Ever since the Supreme Court draft on Dobbs v. Jackson was leaked, the case that overruled Roe v. Wade, there have been protests, in violation of federal law, in front of the homes of conservative justices. So far no one has been charged, even though there is voluminous video evidence that had been aired by news outlets and on YouTube that includes clearly recognizable faces. Announcements of protests are posted on social media.

Is Garland quietly cheering on these illegal protests? Don’t forget, it was Garland’s office that asked the FBI to investigate parents protesting school boards over the teaching of Critical Race Theory, citing unnamed threats.

Last month former Trump White House advisor Peter Navarro, who was 72 years old at the time, was put in leg irons by the FBI, after being indicted on contempt of Congress charges. “Who are these people? This is not America,” Navarro said during his first appearance in federal court. “I was a distinguished public servant for four years!”

Navarro, who has not faced prior legal troubles, is hardly a flight risk. 

Earlier this year, former Illinois House speaker Michael Madigan, who served in that role for four decades–and the former chairman of the Illinois Democratic Party–was indicted on a slew of corruption charges. 

Who wants to make a bet with me that Boss Madigan, also a septuagenarian, was not put in leg irons after his indictment?

Daughtery was later asked to resign as attorney general by Harding’s successor, Calvin Coolidge. He faced trial twice on unrelated charges. Both trials ended with hung juries.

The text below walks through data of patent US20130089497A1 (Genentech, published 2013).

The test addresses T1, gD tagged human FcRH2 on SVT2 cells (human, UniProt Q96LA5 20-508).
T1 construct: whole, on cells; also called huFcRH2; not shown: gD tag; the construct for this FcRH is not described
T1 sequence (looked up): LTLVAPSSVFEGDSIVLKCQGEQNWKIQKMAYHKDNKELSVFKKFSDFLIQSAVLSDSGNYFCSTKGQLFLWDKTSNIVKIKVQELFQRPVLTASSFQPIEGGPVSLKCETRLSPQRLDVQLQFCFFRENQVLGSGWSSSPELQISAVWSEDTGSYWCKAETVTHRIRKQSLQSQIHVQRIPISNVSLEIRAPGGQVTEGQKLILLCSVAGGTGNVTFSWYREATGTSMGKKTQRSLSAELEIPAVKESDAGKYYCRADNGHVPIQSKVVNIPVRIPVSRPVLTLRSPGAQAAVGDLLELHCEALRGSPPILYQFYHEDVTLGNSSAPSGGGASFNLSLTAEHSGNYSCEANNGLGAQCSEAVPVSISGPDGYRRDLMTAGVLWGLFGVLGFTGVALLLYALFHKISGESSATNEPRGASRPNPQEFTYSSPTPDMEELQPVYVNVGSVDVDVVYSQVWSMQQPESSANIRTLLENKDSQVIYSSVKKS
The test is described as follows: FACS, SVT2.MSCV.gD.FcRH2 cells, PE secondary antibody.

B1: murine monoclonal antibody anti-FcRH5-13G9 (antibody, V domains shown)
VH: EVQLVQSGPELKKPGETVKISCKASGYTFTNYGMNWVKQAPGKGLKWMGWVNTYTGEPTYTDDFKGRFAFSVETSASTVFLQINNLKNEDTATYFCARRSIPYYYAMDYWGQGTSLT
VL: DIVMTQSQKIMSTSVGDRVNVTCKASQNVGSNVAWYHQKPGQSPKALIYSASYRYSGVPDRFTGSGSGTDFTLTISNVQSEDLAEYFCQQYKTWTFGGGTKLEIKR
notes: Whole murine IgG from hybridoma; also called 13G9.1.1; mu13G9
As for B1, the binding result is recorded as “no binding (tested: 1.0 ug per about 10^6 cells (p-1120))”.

Garland will face tough questions next year, as congressional investigations led by Republicans will zoom in on the many debacles created by the Biden White House. Look for Garland to answer in the same fashion as Nixon’s Watergate co-conspirators did during the Watergate Senate hearings. “I don’t know” was a common response, as was “I don’t recall.”

Maybe, just maybe, Garland will answer questions about whether he plays poker at boozy parties in Washington.

John Ruberry regular blogs at Marathon Pundit.

For the last several days you have been hearing the media talk about how there is trouble in Republican Land. Harry Reid is saying how the speaker has to abandon the Tea Party (My latest in the Examiner on the subject is To Tea or not to Tea btw) Schumer is going on about “extremism” and CNN is going on and on about how unpopular or ineffective the Tea Party is.

Yet for all of the noise you are hearing what do we see?

Les Gosule at the Twin City Tea Party 3-28

Locally a good turnout at the tea party meetings to see Sheriff Lew Evangelidis talk about his first 100 days, Les Gosule on Melissa’s bill and a plethora of Tea Party activities in the works.

 

For a dying movement clearly in Central Mass things are still happening.

Meanwhile on capital Hill here come the cuts 33 billion:

Biden confirmed the new target on spending cuts, putting the best face on the deal for Democrats and in his trademark style, trying to add a little punch to the administration’s stance— still hampered by Obama’s detachment from the budget fight.

But I thought all of these cuts were “draconian” and “extreme“? If this is the public number where will the final one be? Yet it is democrats trying to put the “best face on it”.

Meanwhile in Wisconsin the Unions are leaning on small business:

Members of Wisconsin State Employees Union, AFSCME Council 24, have begun circulating letters to businesses in southeast Wisconsin, asking them to support workers’ rights by putting up a sign in their windows.

If businesses fail to comply, the letter says, “Failure to do so will leave us no choice but (to) do a public boycott of your business. And sorry, neutral means ‘no’ to those who work for the largest employer in the area and are union members.”